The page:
It was the night of Oct. 4 and I was sitting with my pile of James F. Fixx yearly runner's diaries—my personal catalogs of pulse rates and patellar twinges, of bananas and breakfast cereals eaten, of athletic glories and despairs. I was flipping through the pages of the diaries, searching for a clue to help explain two recent traumas. Only hours earlier, I had written: "Central Park—6 mile route. Quit after 4. Flash of pain across mid chest—second time in five days."
Having been a runner for 25 years, I'd always assumed that my heart was textbook perfect. But Fixx had been logging 70 miles a week to my 20, and on July 20 he had gone out running in Vermont and suffered a fatal heart attack. At 52, he was only six years older than I, yet an autopsy revealed severely blocked coronary arteries. What's more, he had been ignoring chest discomfort.
I told my internist about the pains. He prescribed a treadmill stress test with an electrocardiogram (EKG), to be followed by a more sensitive and supposedly more reliable test called a Thallium Scan. On Oct. 16 I stepped aboard a treadmill at St. Vincent's Hospital in Manhattan, never anticipating the weeks of emotional turmoil that lay ahead.
After 10 minutes on the treadmill, the stress test and EKG nearly complete and indicating nothing untoward, the doctor injected the thallium intravenously, and that set in motion a chain of events that would last seven weeks. In that stretch, I would have five more tests, including two that I would fail and another that has killed more than a few people. I would have personal consultations with four cardiologists, including one who would say that I very likely had coronary artery disease, and two more who would say that I almost certainly did not. And as the weeks passed, I would grow more and more reclusive and despairing. I would be unable to work, fearful that each halting step might be my last. Finally, after running up a medical bill of $8,983 ($8,023 of it going for the tests, and most of it covered by various medical plans), I would receive assurances that my coronary arteries were normal, that the pains had almost certainly been of musculoskeletal origin.
Perhaps the most important lesson to be drawn from my experience is that it could have happened to millions of others, especially—perversely, it would seem—to those who are most conscientious about being physically fit.
When I had received the injection of thallium, I lay down on a table, and a camera the size of an airport searchlight began to describe slow half-circles on my chest, scanning to pick up the course of the thallium. After lunch, I was scanned again, and a week later a St. Vincent's cardiologist named Robert Braff phoned to say that my electrocardiogram and stress-test results had been normal, and that the fact I'd had no pain during the test was a good sign. But he also said that portions of my heart had not taken up the thallium the way they should have. "It's not definitive," Braff said, "but it may be related to insufficient blood flow to your heart with exercise."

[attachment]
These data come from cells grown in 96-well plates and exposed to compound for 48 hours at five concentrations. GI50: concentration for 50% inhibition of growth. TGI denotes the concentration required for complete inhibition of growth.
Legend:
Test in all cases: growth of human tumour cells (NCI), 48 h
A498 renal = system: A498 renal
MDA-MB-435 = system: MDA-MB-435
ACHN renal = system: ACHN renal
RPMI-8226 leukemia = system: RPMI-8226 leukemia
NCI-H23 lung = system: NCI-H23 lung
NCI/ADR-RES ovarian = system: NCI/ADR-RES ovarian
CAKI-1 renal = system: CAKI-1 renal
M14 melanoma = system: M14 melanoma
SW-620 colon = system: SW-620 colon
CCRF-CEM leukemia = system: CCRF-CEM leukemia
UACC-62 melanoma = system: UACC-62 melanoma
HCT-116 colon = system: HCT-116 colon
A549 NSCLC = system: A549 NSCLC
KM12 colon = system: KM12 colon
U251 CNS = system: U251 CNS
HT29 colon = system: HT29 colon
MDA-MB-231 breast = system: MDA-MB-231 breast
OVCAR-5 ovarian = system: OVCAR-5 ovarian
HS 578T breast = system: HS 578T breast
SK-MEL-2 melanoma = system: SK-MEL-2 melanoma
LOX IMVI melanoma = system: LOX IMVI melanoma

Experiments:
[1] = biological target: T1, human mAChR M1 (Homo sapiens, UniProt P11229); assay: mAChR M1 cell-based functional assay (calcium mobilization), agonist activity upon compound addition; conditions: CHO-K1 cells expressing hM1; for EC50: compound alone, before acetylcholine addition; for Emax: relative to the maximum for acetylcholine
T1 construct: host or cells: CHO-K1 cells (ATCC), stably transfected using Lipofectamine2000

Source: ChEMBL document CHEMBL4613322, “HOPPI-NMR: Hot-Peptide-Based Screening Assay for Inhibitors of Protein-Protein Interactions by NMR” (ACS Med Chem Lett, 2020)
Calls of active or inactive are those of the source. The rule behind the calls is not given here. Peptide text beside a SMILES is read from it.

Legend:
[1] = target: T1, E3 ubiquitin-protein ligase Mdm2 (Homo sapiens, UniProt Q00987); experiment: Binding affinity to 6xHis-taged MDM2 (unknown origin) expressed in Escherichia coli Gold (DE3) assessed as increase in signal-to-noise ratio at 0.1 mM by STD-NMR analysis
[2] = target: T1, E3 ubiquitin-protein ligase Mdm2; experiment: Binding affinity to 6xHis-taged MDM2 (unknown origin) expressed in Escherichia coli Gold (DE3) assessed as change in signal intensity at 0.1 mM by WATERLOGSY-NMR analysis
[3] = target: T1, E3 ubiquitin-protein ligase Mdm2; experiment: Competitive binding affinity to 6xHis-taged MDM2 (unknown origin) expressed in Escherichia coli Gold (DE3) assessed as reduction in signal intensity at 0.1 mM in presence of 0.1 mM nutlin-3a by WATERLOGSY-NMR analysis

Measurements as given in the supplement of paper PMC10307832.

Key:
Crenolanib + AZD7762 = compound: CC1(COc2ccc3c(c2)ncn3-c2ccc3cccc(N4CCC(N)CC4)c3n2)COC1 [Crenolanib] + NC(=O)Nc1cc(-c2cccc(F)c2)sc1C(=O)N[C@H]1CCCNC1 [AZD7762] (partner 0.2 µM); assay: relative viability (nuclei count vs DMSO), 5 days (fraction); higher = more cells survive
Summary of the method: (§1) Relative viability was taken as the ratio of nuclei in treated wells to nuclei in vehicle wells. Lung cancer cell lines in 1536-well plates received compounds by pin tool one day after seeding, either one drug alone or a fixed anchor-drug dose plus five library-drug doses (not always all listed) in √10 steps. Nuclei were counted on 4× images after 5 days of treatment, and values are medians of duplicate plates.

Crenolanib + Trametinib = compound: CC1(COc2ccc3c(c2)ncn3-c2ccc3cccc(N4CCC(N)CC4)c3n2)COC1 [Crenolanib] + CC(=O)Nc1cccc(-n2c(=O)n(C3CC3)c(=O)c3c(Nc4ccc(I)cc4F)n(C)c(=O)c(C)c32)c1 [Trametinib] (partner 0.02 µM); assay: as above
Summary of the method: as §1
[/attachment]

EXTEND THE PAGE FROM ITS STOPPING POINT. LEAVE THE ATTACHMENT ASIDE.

Arrangements were made for me to have another test, a Stress Wall Motion Study, on Nov. 1. Before then, I had an assignment to write about a series of off-road bicycle races in Tampa. It wasn't really necessary for me to enter one of the races, but I was not going to roll over and play dead just because of one inconclusive test. So there I was, a possible cardiac case, halfway through the first bicycle race of my life, a half-mile event, when a burning sensation welled up in my throat and upper chest. My main concern was not that I might expire on the spot, but how embarrassing it would be to do so in front of the large crowd. A minute or two later, the sensation disappeared and I finished the race. I was still a few weeks away from any big league anxieties.
The Stress Wall Motion Study was to measure how my heart contracted and ejected blood during exercise. I lay on my back beneath another camera at St. Vincent's, pedaling a sort of recumbent stationary bicycle. Every now and then Braff made the going tougher. There were five tension levels on the bike. In the previous five years, few patients at St. Vincent's had been able to complete them all. Well into Level 4, Braff asked, "You sure you want to continue?" I nodded. "Let's go for the gold," I said, thinking that a great performance might influence the results.
Minutes later, when I pedaled through Level 5, the technicians actually cheered. As I staggered away from the bike, someone called out, "What an animal!" I would have given all the raves, and tossed in my bank balance, for a better review six days later. The Stress Wall Motion Study report read: "Abnormal stress cardiac scan with the patient developing septal akinesis...." At least one portion of my heart, the septum, was not responding normally to exercise, and the implication, again, was arterial blockage.
I was advised by Braff to undergo a coronary angiogram, a test of the coronary arteries that should be performed before the patient reads too much about it. Among the risks of angiography listed in Aaron E. Klein's Medical Tests & You are heart attacks and "allergic reactions...that could cause death." The process can strike terror into one's heart. A 32-inch-long catheter is inserted into an artery in the groin or arm, and it is then edged through the body for more than two feet, up, up, and into the heart itself, where a radiopaque dye is injected into the coronary arteries. Meanwhile, an X-ray movie camera is focused on the area, searching out blockages. The procedure lasts up to two hours, and people who do angiograms refer to the dye as "a contrast, because it sounds so much nicer than dye," which, one supposes, sounds too much like die.